Jaime E. Rodríguez O. We Are Now the True Spaniards. Redwood City: Stanford University Press, 2012. xx + 497 pp. $70.00 (cloth), ISBN 978-0-8047-7830-5.
Reviewed by Evan C. Rothera (The Pennsylvania State University)
Published on H-War (September, 2016)
Commissioned by Margaret Sankey (Air University)
“We Are Now the True Spaniards” is based on twenty years of research in Spanish and Mexican archives and represents the culmination of Jaime E. Rodríguez O.’s distinguished career. This book rejects the interpretation that the Hidalgo Revolt and subsequent insurgencies led to independence and dismisses insurgencies as “a series of discontented movements that were ancillary to the political process that shaped the modern Mexican state” (p. 2). The political transformation within the Spanish Monarchy was, Rodríguez O. argues, the true revolution. Indeed, independence was not inevitable because, he contends, most novohispanos preferred autonomy and home rule to separation from Spain. In sum, Mexican independence was not the result of an anticolonial struggle but rather “the consequence of a great political revolution that culminated in the dissolution of a worldwide political system” (p. 3).
There are many stimulating ideas and arguments in this book. Rodríguez O. describes a vibrant Hispanic political culture and rejects the notion that the political structures established in Mexico after independence were alien systems imported from other countries. The story of Spain’s trials and tribulations during the Napoleonic Wars has been told before but Rodríguez O. tells it again with verve. He describes the rejection by Spaniards of the usurper José Bonaparte, guerrilla resistance, and how Spaniards and Americans feared being subjugated by the French. With the deposition of King Fernando VII, sovereignty reverted to the people and both Americans and Spaniards established local governing juntas. When New Spain’s ayuntamientos selected a representative to the Junta Central in Spain they provided him with specific instructions that emphasized “their loyalty to Fernando VII, their opposition to the French, their desire to remain part of the Spanish Monarchy, and ‘that this America is not a colony, but an integral and essential part of the Spanish Monarchy’” (p. 80). In other words, New Spaniards did not want independence so much as autonomy and the ability to govern themselves.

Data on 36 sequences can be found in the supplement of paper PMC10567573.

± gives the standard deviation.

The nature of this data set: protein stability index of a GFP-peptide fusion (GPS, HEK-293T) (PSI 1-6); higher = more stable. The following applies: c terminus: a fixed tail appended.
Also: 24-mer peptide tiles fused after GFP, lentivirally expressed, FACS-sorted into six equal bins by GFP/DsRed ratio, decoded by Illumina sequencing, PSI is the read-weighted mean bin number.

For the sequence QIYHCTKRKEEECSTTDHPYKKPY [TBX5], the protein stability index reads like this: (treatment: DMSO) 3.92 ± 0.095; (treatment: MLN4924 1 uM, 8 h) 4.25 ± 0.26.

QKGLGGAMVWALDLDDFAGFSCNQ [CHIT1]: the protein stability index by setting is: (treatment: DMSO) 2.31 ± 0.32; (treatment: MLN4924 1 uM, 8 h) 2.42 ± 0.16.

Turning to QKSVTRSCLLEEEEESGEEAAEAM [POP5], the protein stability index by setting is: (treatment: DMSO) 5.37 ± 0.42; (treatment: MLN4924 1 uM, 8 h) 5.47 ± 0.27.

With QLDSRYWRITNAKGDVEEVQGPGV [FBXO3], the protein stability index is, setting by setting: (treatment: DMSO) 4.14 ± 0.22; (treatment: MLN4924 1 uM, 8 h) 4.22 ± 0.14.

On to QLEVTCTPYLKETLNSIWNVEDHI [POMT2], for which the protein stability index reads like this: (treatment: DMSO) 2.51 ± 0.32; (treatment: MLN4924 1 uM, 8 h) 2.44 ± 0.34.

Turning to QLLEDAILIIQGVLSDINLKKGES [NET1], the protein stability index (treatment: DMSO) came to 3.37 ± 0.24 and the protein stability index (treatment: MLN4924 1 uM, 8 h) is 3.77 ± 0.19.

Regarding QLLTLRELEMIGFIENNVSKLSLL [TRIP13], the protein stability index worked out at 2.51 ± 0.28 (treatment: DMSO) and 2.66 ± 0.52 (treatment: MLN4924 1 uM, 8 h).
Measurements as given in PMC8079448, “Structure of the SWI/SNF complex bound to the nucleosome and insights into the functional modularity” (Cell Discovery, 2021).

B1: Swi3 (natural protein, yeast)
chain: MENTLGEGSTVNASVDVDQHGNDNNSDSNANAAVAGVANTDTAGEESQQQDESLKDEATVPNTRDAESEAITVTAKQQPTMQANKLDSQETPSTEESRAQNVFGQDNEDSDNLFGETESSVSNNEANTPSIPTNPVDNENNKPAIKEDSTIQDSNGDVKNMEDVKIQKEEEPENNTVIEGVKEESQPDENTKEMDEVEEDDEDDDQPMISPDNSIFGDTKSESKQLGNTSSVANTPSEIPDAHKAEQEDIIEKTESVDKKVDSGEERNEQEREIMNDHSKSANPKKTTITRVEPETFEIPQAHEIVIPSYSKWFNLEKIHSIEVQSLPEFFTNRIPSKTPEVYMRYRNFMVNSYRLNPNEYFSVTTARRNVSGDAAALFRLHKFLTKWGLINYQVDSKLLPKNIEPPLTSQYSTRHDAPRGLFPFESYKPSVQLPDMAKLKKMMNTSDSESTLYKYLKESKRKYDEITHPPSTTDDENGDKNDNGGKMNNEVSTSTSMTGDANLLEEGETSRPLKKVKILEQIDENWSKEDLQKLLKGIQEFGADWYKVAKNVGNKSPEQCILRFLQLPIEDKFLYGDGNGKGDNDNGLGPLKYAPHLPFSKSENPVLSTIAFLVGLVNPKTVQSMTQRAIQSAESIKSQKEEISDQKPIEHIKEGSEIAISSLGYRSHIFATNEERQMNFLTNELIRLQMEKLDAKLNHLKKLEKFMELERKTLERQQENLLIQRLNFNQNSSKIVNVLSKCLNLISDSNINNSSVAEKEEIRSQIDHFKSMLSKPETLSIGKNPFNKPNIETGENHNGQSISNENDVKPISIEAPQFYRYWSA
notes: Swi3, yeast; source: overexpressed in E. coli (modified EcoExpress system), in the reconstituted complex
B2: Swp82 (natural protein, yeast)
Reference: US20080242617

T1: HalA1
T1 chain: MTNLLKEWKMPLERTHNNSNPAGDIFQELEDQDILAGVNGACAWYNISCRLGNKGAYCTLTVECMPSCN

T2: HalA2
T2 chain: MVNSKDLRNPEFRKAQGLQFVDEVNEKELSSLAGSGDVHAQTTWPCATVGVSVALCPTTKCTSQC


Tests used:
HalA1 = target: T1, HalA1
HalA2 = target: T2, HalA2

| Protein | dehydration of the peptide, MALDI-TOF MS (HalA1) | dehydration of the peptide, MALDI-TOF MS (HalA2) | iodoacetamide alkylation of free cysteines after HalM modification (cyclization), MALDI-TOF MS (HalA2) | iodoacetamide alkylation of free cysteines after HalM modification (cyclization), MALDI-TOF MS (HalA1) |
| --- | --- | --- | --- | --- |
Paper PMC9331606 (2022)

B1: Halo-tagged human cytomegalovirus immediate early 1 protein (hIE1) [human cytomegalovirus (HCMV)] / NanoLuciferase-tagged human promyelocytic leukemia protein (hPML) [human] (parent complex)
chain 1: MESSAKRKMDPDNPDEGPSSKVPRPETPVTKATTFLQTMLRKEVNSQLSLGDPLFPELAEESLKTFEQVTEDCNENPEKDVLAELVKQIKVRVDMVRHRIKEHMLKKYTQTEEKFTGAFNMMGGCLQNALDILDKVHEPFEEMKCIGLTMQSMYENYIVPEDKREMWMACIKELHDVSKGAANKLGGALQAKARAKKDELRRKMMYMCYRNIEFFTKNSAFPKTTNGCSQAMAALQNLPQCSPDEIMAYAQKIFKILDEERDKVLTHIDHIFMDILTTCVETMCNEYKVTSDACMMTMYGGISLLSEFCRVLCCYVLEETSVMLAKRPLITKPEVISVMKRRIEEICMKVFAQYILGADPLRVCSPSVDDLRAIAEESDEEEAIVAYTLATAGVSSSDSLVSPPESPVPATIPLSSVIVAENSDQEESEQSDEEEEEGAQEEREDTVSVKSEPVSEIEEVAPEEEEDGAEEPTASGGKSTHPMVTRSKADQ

The decision of the Junta Central, in 1810, to order elections for a Cortes for the entire Spanish Monarchy offered novohispanos two possibilities. They could either “participate in a political revolution within the Spanish Monarchy” or join “an armed revolution to establish their own autonomous junta to govern New Spain” (p. 97). The heart of the book is an examination of these two revolutions. Rodríguez O. does not paint a positive picture of the insurgencies and he minimizes the desire for independence among insurrectionists. On the other hand, he offers an excellent account of the “profound revolution” (p. 152) at Cádiz. He illustrates the importance of the deputies from America in shaping the Constitution and argues that most Novohispanos chose to work through the political system rather than turning to violence. The Constitution of 1812 created new institutions of local government--the provincial deputation and the constitutional ayuntamiento--and ushered in popular elections. Rodríguez O. chides scholars for ignoring the political revolution in favor of focusing on the insurgencies when, “by any standard, the political revolution was more profound and extensive than the insurgencies” (p. 192).
Fernando VII’s decision in 1814, shortly after he returned to the monarchy, to abolish the Cortes and all its acts, including the Constitution of 1812, complicated matters. Six years later, in the midst of widespread dissatisfaction, Fernando restored the Constitution. Novohispanos were unwilling to allow this new opportunity to achieve political power to slip though their fingers. When the new Cortes failed to address American concerns, American representatives proposed other means to ensure home rule. Agustín de Iturbide became receptive to autonomist arguments and the Plan de Iguala offered a compromise, “a way of retaining representative constitutional government that did not preclude reconciliation with Spain” (p. 259).